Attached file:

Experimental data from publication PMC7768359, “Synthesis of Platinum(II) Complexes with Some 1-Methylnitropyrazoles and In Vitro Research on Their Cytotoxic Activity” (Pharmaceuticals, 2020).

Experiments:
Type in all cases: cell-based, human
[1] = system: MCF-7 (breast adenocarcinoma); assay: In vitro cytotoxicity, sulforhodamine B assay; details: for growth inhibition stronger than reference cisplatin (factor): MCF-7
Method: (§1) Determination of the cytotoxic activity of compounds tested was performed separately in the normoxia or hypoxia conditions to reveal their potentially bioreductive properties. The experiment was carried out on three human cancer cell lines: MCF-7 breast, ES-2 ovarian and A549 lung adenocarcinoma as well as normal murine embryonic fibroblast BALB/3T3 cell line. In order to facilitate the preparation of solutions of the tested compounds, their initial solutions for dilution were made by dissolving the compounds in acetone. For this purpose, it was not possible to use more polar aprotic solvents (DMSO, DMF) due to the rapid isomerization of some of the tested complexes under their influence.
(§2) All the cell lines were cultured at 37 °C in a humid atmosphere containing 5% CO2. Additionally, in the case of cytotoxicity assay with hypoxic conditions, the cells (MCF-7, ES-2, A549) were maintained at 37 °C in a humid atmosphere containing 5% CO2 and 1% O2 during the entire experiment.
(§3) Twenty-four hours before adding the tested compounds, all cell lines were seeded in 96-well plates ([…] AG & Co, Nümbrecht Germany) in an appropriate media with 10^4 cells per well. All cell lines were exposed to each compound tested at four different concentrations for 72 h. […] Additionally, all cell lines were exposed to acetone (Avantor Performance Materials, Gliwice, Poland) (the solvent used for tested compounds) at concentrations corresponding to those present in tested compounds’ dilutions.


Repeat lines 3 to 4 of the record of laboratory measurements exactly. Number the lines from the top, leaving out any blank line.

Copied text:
Type in all cases: cell-based, human
[1] = system: MCF-7 (breast adenocarcinoma); assay: In vitro cytotoxicity, sulforhodamine B assay; details: for growth inhibition stronger than reference cisplatin (factor): MCF-7